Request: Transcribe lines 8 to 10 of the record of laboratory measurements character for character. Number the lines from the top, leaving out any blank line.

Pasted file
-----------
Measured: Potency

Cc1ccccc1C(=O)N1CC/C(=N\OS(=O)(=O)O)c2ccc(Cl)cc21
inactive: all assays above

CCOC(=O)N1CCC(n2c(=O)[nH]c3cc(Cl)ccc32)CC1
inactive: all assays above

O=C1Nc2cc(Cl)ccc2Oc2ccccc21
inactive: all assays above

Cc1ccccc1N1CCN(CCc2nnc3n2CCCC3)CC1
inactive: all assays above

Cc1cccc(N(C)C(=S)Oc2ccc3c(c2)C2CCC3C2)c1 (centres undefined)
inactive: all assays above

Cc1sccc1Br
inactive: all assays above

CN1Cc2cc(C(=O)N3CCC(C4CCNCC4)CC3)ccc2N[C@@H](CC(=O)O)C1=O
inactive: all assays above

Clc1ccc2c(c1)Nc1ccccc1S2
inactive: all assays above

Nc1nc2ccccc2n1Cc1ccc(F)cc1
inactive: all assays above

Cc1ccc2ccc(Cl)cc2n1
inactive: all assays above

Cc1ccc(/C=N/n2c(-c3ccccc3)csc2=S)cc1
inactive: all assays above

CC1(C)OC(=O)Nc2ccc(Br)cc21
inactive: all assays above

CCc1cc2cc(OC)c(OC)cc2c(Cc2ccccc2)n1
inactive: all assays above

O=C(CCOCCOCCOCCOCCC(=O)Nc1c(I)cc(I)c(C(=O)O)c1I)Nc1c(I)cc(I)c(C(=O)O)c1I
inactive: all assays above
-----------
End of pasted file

Cc1ccccc1N1CCN(CCc2nnc3n2CCCC3)CC1
inactive: all assays above

Cc1cccc(N(C)C(=S)Oc2ccc3c(c2)C2CCC3C2)c1 (centres undefined)